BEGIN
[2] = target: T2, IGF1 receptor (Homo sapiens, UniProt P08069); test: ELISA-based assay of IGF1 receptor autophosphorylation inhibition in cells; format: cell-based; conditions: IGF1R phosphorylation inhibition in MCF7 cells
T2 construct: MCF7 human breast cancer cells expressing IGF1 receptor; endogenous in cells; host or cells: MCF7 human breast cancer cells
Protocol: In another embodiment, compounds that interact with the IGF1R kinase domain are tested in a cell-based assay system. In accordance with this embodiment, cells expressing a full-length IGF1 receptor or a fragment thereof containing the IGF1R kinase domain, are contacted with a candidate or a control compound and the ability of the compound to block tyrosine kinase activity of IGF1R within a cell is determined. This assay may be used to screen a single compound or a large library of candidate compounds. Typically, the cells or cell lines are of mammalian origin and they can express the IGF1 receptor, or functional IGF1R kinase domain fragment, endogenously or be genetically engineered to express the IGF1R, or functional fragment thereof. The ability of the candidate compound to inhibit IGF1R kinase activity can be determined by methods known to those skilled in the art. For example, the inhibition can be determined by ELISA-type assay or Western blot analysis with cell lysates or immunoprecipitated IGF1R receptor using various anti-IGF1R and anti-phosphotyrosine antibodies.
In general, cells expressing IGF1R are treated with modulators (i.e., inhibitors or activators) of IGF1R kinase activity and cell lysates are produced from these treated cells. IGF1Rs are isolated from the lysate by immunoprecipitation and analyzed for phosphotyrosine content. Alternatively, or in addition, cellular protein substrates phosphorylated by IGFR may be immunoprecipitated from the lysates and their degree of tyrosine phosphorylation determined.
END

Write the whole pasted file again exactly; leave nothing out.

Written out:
[2] = target: T2, IGF1 receptor (Homo sapiens, UniProt P08069); test: ELISA-based assay of IGF1 receptor autophosphorylation inhibition in cells; format: cell-based; conditions: IGF1R phosphorylation inhibition in MCF7 cells
T2 construct: MCF7 human breast cancer cells expressing IGF1 receptor; endogenous in cells; host or cells: MCF7 human breast cancer cells
Protocol: In another embodiment, compounds that interact with the IGF1R kinase domain are tested in a cell-based assay system. In accordance with this embodiment, cells expressing a full-length IGF1 receptor or a fragment thereof containing the IGF1R kinase domain, are contacted with a candidate or a control compound and the ability of the compound to block tyrosine kinase activity of IGF1R within a cell is determined. This assay may be used to screen a single compound or a large library of candidate compounds. Typically, the cells or cell lines are of mammalian origin and they can express the IGF1 receptor, or functional IGF1R kinase domain fragment, endogenously or be genetically engineered to express the IGF1R, or functional fragment thereof. The ability of the candidate compound to inhibit IGF1R kinase activity can be determined by methods known to those skilled in the art. For example, the inhibition can be determined by ELISA-type assay or Western blot analysis with cell lysates or immunoprecipitated IGF1R receptor using various anti-IGF1R and anti-phosphotyrosine antibodies.
In general, cells expressing IGF1R are treated with modulators (i.e., inhibitors or activators) of IGF1R kinase activity and cell lysates are produced from these treated cells. IGF1Rs are isolated from the lysate by immunoprecipitation and analyzed for phosphotyrosine content. Alternatively, or in addition, cellular protein substrates phosphorylated by IGFR may be immunoprecipitated from the lysates and their degree of tyrosine phosphorylation determined.